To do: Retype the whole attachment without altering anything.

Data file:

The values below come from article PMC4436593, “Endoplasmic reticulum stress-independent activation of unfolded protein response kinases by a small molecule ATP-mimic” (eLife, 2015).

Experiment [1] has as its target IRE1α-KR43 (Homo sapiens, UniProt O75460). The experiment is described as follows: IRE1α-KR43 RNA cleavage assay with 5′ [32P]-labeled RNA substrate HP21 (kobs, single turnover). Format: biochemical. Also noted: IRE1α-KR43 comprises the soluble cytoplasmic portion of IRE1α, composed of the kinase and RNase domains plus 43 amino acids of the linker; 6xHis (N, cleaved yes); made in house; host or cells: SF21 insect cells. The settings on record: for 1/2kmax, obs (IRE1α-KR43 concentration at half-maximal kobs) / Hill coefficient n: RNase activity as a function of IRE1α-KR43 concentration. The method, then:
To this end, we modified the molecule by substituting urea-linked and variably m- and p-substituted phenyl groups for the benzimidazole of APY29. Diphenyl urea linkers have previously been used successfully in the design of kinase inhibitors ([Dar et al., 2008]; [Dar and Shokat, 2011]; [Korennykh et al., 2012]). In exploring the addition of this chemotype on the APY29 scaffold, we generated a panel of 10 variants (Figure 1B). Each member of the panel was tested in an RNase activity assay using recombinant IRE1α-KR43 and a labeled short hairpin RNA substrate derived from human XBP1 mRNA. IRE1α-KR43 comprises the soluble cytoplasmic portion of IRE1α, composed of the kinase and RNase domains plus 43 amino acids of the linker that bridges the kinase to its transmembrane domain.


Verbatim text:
The values below come from article PMC4436593, “Endoplasmic reticulum stress-independent activation of unfolded protein response kinases by a small molecule ATP-mimic” (eLife, 2015).

Experiment [1] has as its target IRE1α-KR43 (Homo sapiens, UniProt O75460). The experiment is described as follows: IRE1α-KR43 RNA cleavage assay with 5′ [32P]-labeled RNA substrate HP21 (kobs, single turnover). Format: biochemical. Also noted: IRE1α-KR43 comprises the soluble cytoplasmic portion of IRE1α, composed of the kinase and RNase domains plus 43 amino acids of the linker; 6xHis (N, cleaved yes); made in house; host or cells: SF21 insect cells. The settings on record: for 1/2kmax, obs (IRE1α-KR43 concentration at half-maximal kobs) / Hill coefficient n: RNase activity as a function of IRE1α-KR43 concentration. The method, then:
To this end, we modified the molecule by substituting urea-linked and variably m- and p-substituted phenyl groups for the benzimidazole of APY29. Diphenyl urea linkers have previously been used successfully in the design of kinase inhibitors ([Dar et al., 2008]; [Dar and Shokat, 2011]; [Korennykh et al., 2012]). In exploring the addition of this chemotype on the APY29 scaffold, we generated a panel of 10 variants (Figure 1B). Each member of the panel was tested in an RNase activity assay using recombinant IRE1α-KR43 and a labeled short hairpin RNA substrate derived from human XBP1 mRNA. IRE1α-KR43 comprises the soluble cytoplasmic portion of IRE1α, composed of the kinase and RNase domains plus 43 amino acids of the linker that bridges the kinase to its transmembrane domain.